How European are we? Quite, it seems, as new study finds Brits have more in common with fellow Europeans than with Americans

 
Edith Hancock
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Council of the Baltic Sea States Summit 2012
The study found that Brits may have more in common with Angela Merkel than Barack Obama (Source: Getty)

Everyone knows of the special relationship between the UK and US. For some time now, we have shared a strong bond on everything from intelligence to economics. Prime Minister David Cameron insists that the bond is so close that his presidential counterpart Barack Obama calls him "bro".

But have we been living a lie? Is the US not the one? Is Europe the UK's true soulmate?

A new study suggests this is the case, and that maybe the PM should be spending more time with Angela Merkel. Behaviourally the UK is squarely European and is more similar to Germany than any other nation in the study, including the US, according to consultants at Trajectory.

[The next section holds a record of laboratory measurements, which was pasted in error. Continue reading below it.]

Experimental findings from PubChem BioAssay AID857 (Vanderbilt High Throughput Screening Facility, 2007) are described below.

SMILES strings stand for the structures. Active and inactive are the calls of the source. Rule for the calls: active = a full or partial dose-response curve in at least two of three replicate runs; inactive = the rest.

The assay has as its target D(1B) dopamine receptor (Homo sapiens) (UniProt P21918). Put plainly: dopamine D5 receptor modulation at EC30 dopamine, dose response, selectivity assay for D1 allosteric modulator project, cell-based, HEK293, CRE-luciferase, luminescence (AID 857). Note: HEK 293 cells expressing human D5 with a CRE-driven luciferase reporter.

We use our smartphones at similar times, we have the same stress levels and even do the housecleaning at the same time during the week as our European counterparts.

Meanwhile, our beliefs chime better with those in the Netherlands and France (yes, really – France).

On the other hand, there are some differences between Brits and other Europeans that are hard to get past in a relationship. We are the slowest country in the EU to get out of bed with most of us starting work at 8:30am, and go to bed far earlier than the rest of Europe with an average bedtime of just after 10pm. At this point, only a third of Italians have turned in for the day.

Nonetheless, the results show we're more continental than we think, but that hasn't fazed the folks at Vote Leave. A spokesperson for the pro-Brexit group told The Capitalist that, while it is important to have things in common with a (political) partner, you can't ignore the big issues. "It's perfectly possible to embrace European culture while rejecting the undemocratic EU."

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